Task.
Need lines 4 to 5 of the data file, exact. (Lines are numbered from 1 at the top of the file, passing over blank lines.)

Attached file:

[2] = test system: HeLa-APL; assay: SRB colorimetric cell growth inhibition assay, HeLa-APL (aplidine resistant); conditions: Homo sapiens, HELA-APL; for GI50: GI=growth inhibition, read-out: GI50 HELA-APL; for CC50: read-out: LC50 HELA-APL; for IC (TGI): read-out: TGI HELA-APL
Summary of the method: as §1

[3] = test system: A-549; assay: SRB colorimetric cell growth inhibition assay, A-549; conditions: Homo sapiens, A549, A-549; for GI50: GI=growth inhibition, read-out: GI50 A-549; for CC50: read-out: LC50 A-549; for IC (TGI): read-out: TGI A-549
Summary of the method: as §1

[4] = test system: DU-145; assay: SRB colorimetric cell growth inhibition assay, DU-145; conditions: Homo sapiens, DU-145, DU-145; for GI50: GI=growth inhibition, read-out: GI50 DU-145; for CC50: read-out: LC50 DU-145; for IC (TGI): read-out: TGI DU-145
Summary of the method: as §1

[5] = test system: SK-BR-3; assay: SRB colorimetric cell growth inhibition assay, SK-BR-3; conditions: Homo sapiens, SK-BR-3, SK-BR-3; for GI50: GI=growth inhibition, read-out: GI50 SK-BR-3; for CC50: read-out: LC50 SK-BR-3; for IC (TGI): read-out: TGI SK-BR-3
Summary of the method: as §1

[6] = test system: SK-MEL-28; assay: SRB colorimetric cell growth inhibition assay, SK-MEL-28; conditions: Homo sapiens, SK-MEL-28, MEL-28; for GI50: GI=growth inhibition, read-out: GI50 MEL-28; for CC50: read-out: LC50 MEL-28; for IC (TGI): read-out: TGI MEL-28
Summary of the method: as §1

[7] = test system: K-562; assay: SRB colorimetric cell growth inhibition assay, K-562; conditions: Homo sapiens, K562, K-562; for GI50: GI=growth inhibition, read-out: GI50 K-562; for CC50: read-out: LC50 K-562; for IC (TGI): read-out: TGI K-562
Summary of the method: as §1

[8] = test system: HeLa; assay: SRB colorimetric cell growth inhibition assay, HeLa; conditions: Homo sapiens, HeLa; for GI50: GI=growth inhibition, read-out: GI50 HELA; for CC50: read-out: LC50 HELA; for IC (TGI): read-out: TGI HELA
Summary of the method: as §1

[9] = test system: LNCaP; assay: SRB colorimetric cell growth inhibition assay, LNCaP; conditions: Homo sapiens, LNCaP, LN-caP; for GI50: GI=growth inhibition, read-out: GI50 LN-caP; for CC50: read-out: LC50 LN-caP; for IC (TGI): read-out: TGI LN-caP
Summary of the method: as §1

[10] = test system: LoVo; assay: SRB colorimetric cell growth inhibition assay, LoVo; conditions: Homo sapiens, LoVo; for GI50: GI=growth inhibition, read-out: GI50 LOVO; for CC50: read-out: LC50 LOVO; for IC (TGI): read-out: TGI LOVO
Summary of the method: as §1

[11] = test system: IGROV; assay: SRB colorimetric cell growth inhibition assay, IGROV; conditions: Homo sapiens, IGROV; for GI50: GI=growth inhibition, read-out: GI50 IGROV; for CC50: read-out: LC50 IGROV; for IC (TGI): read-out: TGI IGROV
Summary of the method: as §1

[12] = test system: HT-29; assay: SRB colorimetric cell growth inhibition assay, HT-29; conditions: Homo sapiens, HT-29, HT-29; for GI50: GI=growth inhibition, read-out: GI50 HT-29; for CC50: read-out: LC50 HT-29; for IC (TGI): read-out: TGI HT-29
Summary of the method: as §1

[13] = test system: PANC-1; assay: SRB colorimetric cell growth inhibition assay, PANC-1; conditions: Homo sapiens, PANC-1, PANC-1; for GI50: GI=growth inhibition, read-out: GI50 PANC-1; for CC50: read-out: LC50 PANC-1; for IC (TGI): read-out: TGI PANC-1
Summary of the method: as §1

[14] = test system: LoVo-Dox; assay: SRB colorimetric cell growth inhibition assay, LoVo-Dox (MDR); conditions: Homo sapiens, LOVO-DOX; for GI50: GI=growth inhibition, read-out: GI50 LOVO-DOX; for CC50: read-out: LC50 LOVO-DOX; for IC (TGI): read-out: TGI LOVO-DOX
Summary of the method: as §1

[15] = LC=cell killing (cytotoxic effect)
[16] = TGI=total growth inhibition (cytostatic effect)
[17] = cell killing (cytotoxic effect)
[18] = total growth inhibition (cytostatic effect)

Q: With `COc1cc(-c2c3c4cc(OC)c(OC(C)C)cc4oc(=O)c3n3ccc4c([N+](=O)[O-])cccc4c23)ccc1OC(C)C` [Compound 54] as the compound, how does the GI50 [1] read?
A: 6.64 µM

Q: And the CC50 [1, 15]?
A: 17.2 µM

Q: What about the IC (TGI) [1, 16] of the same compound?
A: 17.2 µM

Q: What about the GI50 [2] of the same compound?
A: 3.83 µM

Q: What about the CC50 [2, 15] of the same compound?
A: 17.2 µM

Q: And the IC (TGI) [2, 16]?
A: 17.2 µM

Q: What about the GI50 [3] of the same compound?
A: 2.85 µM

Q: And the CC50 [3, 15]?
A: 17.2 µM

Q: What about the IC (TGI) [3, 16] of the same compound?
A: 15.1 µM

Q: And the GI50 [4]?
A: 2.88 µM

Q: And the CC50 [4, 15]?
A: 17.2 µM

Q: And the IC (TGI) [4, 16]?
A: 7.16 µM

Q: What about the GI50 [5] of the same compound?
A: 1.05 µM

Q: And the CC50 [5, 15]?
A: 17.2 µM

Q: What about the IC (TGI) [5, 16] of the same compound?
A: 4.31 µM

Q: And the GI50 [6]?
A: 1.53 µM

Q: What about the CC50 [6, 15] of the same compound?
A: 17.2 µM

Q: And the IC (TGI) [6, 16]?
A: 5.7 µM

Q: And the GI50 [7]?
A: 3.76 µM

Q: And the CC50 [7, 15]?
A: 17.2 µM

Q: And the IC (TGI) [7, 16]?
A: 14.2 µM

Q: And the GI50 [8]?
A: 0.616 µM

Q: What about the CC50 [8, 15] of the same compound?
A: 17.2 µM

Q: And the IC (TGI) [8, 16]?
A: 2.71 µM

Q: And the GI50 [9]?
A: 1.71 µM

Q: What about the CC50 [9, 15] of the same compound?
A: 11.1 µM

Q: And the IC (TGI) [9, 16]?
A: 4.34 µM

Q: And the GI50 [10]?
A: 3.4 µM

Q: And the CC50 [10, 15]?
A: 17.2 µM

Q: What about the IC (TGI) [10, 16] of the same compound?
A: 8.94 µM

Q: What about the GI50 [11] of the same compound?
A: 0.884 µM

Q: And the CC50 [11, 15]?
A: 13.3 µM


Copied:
Summary of the method: as §1

[4] = test system: DU-145; assay: SRB colorimetric cell growth inhibition assay, DU-145; conditions: Homo sapiens, DU-145, DU-145; for GI50: GI=growth inhibition, read-out: GI50 DU-145; for CC50: read-out: LC50 DU-145; for IC (TGI): read-out: TGI DU-145